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Youtube announces changes to its Content ID tool

Adds three updates to features that manage copyright policies for uploaded videos
Thu Oct 04 2012, 13:01
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VIDEO STREAMING GIANT Youtube has announced changes to its Content ID tool that helps manage copyright policies for uploaded videos.

The firm introduced three new features in a Youtube Creators blog post on Wednesday, most of which revolve around content legality claims and what to do with challenges to them.

The first of the three updates is a new appeals process. Youtube said that users have always had the ability to dispute content ID claims, but prior to the update, if a content owner rejected that dispute, the user was left with no recourse for certain types of Content ID claims.

"An appeals process gives eligible users a new choice when dealing with a rejected dispute," Youtube's post read. "When the user files an appeal, a content owner has two options: release the claim or file a formal DMCA notification."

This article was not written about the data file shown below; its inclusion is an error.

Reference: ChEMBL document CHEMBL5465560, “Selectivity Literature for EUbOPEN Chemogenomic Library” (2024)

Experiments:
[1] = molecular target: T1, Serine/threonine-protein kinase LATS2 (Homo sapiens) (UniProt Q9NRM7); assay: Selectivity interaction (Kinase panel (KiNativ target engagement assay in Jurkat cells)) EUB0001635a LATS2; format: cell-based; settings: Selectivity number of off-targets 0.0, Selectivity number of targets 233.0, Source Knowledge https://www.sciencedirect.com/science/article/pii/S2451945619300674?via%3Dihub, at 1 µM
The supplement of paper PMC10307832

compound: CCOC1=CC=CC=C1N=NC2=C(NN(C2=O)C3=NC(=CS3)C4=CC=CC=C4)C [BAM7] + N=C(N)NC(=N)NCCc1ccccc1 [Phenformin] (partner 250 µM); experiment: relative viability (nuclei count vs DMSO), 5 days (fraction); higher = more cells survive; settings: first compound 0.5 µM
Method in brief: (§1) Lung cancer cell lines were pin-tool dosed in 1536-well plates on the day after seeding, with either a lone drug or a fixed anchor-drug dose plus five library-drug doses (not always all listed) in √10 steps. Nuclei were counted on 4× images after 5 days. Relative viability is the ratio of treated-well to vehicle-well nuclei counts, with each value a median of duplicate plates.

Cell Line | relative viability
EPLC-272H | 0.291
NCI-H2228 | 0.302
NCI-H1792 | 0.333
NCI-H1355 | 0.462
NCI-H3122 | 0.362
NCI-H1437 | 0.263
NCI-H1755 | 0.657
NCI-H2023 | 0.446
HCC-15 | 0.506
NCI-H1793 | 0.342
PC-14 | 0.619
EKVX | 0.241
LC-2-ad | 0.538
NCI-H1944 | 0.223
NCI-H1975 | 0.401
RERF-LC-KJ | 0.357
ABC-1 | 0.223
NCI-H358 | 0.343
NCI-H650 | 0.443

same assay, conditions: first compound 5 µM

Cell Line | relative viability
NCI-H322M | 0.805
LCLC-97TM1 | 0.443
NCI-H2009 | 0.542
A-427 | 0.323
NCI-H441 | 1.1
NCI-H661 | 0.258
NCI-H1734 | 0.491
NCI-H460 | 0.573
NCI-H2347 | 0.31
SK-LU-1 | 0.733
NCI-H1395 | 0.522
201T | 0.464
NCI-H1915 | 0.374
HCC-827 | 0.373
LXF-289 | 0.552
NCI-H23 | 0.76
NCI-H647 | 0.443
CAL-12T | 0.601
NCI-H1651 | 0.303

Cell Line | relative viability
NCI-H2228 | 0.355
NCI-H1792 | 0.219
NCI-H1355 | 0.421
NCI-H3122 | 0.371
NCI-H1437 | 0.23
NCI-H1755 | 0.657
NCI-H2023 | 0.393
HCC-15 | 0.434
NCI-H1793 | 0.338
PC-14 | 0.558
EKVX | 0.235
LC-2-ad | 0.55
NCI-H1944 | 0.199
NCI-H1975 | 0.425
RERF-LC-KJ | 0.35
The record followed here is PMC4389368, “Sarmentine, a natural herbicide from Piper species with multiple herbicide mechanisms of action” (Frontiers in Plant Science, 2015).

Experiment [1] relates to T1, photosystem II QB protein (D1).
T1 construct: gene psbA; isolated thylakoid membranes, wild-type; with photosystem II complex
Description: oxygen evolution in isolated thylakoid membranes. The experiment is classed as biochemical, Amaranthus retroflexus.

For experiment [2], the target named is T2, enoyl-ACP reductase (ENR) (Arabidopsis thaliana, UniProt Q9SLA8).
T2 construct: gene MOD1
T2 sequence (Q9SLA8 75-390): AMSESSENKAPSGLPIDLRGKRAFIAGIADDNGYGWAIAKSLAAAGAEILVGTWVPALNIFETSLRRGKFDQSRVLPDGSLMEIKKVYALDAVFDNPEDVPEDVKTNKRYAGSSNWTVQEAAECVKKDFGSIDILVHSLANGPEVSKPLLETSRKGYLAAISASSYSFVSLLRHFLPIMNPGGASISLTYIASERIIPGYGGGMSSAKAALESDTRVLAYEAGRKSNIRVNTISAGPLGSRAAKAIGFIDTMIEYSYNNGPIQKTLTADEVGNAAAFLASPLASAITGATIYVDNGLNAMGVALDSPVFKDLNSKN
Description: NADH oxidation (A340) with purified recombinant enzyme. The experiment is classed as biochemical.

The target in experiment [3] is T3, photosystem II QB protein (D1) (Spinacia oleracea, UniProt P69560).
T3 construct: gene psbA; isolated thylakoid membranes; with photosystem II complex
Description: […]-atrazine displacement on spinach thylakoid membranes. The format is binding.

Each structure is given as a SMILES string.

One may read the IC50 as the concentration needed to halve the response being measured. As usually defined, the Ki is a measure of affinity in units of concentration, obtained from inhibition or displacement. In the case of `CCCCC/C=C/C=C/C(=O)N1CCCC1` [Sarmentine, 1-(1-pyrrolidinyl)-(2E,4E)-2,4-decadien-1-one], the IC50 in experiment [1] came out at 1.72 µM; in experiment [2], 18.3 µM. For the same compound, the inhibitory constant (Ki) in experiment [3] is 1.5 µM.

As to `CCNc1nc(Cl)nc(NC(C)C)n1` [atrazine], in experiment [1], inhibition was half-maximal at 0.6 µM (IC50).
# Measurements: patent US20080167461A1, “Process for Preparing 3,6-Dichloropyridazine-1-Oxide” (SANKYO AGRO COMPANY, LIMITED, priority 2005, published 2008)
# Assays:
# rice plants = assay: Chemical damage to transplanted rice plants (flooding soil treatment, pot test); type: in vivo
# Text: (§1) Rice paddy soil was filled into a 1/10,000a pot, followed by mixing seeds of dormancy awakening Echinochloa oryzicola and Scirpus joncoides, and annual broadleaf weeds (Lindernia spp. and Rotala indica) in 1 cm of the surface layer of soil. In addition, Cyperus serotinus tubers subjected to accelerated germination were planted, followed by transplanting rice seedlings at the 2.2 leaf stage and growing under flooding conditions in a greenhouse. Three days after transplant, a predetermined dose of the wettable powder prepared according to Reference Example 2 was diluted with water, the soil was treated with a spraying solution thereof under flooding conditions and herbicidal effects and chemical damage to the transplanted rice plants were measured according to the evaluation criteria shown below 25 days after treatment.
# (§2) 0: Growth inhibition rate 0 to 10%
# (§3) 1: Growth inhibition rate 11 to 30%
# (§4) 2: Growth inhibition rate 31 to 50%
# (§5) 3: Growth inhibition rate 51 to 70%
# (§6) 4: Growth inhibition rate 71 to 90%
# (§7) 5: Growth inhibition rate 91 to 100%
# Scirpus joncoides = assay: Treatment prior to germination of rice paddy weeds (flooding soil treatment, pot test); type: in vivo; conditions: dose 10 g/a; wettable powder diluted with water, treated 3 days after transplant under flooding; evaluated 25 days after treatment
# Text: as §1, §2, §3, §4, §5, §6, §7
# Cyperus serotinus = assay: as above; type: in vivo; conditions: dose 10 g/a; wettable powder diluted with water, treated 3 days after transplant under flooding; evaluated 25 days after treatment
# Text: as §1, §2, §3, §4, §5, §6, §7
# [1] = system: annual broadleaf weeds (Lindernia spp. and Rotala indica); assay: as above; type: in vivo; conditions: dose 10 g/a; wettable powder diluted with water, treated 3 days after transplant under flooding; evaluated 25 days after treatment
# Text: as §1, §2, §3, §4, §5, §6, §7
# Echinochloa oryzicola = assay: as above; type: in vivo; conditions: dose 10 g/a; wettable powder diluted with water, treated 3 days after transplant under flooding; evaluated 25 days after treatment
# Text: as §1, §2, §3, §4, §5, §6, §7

The second of the new features provides smarter detection of unintentional claims.

"Mistakes can and do happen. To address this, we've improved the algorithms that identify potentially invalid claims," Youtube said.

"We stop these claims from automatically affecting user videos and place them in a queue to be manually reviewed."

Youtube said this process prevents disputes that can arise when content not owned by a partner inadvertently turns up in a reference file.

The third update to the Content ID tool is "improved matching quality", so that partners' content is matched more accurately.

"We continue to work on ways to make the matching more precise through better algorithms and a more comprehensive reference library," Youtube said.

Google seems to be getting pretty serious about stepping up security in Youtube. In June, the firm added a face blurring feature to its video uploads.

The feature is designed to protect the anonymity of individuals and can be used to conceal people's identities in potentially dangerous situations, such as anti-government protests. µ

 

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